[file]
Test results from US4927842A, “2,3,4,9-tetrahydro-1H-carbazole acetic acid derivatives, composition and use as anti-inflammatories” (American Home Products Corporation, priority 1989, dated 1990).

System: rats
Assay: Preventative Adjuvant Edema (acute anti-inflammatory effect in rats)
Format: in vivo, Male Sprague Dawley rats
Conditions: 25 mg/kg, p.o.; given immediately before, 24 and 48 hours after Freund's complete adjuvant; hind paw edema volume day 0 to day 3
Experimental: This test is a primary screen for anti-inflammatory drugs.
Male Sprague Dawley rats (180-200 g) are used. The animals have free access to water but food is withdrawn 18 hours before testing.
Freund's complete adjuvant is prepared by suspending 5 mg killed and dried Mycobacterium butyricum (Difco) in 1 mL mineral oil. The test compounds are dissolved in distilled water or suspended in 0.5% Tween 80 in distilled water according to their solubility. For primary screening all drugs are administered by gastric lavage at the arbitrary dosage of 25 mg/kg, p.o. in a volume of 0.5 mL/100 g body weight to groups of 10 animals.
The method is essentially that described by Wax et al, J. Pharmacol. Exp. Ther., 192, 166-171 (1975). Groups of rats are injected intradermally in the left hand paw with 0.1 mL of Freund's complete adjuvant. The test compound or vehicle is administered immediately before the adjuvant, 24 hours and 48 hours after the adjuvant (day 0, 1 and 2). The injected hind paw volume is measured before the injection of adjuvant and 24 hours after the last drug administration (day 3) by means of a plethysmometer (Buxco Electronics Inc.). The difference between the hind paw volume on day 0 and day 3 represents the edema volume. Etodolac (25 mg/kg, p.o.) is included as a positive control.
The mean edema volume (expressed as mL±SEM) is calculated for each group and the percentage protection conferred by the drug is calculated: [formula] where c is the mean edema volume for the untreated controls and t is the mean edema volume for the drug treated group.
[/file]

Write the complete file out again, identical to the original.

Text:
Test results from US4927842A, “2,3,4,9-tetrahydro-1H-carbazole acetic acid derivatives, composition and use as anti-inflammatories” (American Home Products Corporation, priority 1989, dated 1990).

System: rats
Assay: Preventative Adjuvant Edema (acute anti-inflammatory effect in rats)
Format: in vivo, Male Sprague Dawley rats
Conditions: 25 mg/kg, p.o.; given immediately before, 24 and 48 hours after Freund's complete adjuvant; hind paw edema volume day 0 to day 3
Experimental: This test is a primary screen for anti-inflammatory drugs.
Male Sprague Dawley rats (180-200 g) are used. The animals have free access to water but food is withdrawn 18 hours before testing.
Freund's complete adjuvant is prepared by suspending 5 mg killed and dried Mycobacterium butyricum (Difco) in 1 mL mineral oil. The test compounds are dissolved in distilled water or suspended in 0.5% Tween 80 in distilled water according to their solubility. For primary screening all drugs are administered by gastric lavage at the arbitrary dosage of 25 mg/kg, p.o. in a volume of 0.5 mL/100 g body weight to groups of 10 animals.
The method is essentially that described by Wax et al, J. Pharmacol. Exp. Ther., 192, 166-171 (1975). Groups of rats are injected intradermally in the left hand paw with 0.1 mL of Freund's complete adjuvant. The test compound or vehicle is administered immediately before the adjuvant, 24 hours and 48 hours after the adjuvant (day 0, 1 and 2). The injected hind paw volume is measured before the injection of adjuvant and 24 hours after the last drug administration (day 3) by means of a plethysmometer (Buxco Electronics Inc.). The difference between the hind paw volume on day 0 and day 3 represents the edema volume. Etodolac (25 mg/kg, p.o.) is included as a positive control.
The mean edema volume (expressed as mL±SEM) is calculated for each group and the percentage protection conferred by the drug is calculated: [formula] where c is the mean edema volume for the untreated controls and t is the mean edema volume for the drug treated group.